In my kitchen, honey is my go-to sweetener. It’s great for adding a little sparkle to my green smoothies, as a sugar substitute when baking, or simply smoothed on a piece of fresh bread or toast. One jar will last quite a long time, so it’s worth buying the best, raw honey from a local source. Raw honey is truly honey in its purest state—it hasn’t been heated or crystallized, so it contains the richest amount of plant and pollen nutrients.

Jar of Honey

You can often find different flavors of local honey, depending on what flowers/plants the hives are located near. I’m currently using a Blueberry-Wildflower honey that has a mild taste with just a note of blueberries. Lavender, thyme and honeydew varieties are also worth trying.

If you don’t have access to a local honey source, you can find raw honey at your local health food store or supermarket (just be sure to check the label to make sure it’s truly raw). You can also order from a number of online sellers like Really Raw Honey or Browning’s Honey. Store your honey in a cool, dry place that is out of the sun to keep it at its best.

Drizzle it, spread it, just don’t devour it like crazy (it’s hard, I know). What’s your favorite way to use honey?

Real Food Wednesdays

Real Food Wednesday: Tasty Chia Fresca

5 May

Chia Seeds

Everyone remembers the commercials–“Ch-ch-ch-chia!” I always wanted one, but somehow they just didn’t look quite as cool in the store as they did on TV (or when someone got one at as a random Christmas present). I didn’t think much of them other than a made-for-tv marketing product. Chia is just fancy grass that grows quickly, right? Wrong!

Chia has been around long before Chia Pets (and Heads) were marketed with that catchy jingle. They grow like crazy in southern Mexico, where the local people have long heralded the benefits of the seeds. Chia seeds are actually an amazing source of omega-3 fatty acids–even more so than flax seeds. They’re also chock-full of magnesium, calcium, and other nutrients. Best of all: they’re easy to mix into things like batter, smoothies and yogurt, and they have an amazing shelf life (unlike flax seeds, which go rancid after stored for long periods of time).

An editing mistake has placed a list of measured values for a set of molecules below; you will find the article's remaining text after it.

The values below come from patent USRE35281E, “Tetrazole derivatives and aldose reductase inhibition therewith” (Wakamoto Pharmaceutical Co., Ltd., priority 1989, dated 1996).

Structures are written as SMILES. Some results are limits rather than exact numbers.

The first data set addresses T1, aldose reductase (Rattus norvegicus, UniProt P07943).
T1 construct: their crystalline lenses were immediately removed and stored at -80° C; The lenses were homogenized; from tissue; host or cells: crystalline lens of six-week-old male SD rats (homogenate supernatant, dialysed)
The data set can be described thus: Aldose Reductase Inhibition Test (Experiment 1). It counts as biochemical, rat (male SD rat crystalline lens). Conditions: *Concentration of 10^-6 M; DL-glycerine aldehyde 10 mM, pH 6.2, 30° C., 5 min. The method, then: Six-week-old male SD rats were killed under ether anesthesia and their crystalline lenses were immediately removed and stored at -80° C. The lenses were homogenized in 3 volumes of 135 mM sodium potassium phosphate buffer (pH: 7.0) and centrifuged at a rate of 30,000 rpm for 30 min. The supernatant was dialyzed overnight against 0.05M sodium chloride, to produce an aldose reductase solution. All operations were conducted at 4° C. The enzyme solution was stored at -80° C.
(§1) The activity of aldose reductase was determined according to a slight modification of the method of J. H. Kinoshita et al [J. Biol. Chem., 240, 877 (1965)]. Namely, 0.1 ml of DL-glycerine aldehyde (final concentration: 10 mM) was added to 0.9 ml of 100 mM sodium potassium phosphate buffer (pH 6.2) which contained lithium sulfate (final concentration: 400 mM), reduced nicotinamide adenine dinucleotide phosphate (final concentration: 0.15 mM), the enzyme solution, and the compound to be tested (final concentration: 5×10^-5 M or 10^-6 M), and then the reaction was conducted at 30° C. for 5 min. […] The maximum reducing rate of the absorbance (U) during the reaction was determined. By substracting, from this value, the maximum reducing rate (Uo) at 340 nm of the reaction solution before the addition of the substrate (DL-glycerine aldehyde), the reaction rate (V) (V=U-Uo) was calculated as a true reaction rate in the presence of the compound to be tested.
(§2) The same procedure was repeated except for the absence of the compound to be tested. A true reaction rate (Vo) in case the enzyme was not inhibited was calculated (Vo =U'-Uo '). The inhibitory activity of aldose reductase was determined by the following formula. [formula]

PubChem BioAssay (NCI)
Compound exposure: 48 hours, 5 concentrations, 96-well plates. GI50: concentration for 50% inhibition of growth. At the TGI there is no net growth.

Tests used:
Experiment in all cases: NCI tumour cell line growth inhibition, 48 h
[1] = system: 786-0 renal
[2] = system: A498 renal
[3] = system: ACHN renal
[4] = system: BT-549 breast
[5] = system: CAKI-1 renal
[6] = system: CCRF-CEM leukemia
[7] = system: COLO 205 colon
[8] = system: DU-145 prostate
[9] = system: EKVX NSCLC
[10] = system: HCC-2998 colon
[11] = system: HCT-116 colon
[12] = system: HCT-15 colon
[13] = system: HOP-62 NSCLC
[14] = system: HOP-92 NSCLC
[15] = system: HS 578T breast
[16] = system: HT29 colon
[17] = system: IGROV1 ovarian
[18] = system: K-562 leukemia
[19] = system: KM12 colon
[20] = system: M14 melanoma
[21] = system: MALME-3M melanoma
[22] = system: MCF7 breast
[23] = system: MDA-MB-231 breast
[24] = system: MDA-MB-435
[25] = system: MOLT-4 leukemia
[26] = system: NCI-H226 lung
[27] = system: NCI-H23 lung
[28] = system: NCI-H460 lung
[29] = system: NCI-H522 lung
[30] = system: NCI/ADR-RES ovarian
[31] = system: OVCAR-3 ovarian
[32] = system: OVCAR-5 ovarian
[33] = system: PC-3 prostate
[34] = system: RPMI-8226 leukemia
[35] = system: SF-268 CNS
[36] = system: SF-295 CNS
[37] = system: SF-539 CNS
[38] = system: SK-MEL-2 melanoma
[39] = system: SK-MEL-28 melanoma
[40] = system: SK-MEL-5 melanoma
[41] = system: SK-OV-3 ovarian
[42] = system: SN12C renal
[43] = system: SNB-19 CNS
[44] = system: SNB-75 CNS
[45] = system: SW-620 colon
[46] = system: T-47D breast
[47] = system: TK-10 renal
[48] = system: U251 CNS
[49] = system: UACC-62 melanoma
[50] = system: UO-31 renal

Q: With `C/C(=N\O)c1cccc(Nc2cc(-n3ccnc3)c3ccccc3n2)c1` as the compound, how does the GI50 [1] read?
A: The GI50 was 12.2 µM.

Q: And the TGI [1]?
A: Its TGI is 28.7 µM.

Although it might seem like they’re just a trendy health item, chia seeds are actually a very traditional food. When Columbus arrived in the Americas, chia was one of the four main Aztec crops. The Aztecs considered it a superfood and the Mayan warriors considered it a favorite strength booster (Chia actually means “strength” in the Mayan language).

You can get chia seeds from Raw Reform or in most supermarkets and health stores from Spectrum Essentials. I had a package of seeds in my pantry that I’d been adding to smoothies and yogurt, when I came across this recipe from from Christine at Welcome to My Brain. Chia Fresca is made mainly in Mexico and South America, where the people love how refreshing and energizing it is. Luckily, there’s no reason you can’t make it at home with a few simple ingredients.

The first step is to make the chia “gel.” It’s simple: just combine 1/3 cup of chia seeds with 2 cups of filtered water. Store in your fridge in a closed container (I put mine in a mason jar with a lid). It’s best to let it sit for 2-3 hours so that it can fully gel.

Chia Gel

Chia gel will last for about 3 weeks and tastes like whatever you mix it with. It really has no taste on its own so it’s great to mix with dressings, juice, water, etc. Or you can make it into a tasty, refreshing drink:

Chia Fresca

Grab a tall glass and put a few teaspoons of fresh lemon juice in it (I usually use the juice of one lemon, but you can adjust to your sour preference). Next, fill it 1/3 of the way with chia gel. Add some ice and a pinch of stevia (or sugar) and fill the rest of the glass with water. Stir, drink, and enjoy!

Chia Fresca

It’s like lemonade, but sooo much better for you! You can also use lime juice, orange juice, etc.–it’s great with any citrus. It helps to use a straw so that you can stir it up every now and then (and get all the chia goodness).

Real Food Wednesdays

Homemade Goat Cheese

3 May

I love goat cheese. I love it on soups, I love it on crackers, and I really really love it on wraps. So when we started getting raw goat milk from a local source, I knew that making cheese was somewhere on the horizon.

But it had to be complicated, right? When I read about cheese-making, there’s enzymes and rennet and special molds and all sorts of other crazy words.

Thankfully, cheese is only complicated if you want it to be. I discovered this when I had a quart of goat milk left after a busy week and I knew it would start turning into buttermilk if I didn’t do something with it soon. I had a few hours before I was heading to bed, so I decided, “Hey, I’m making goat cheese.”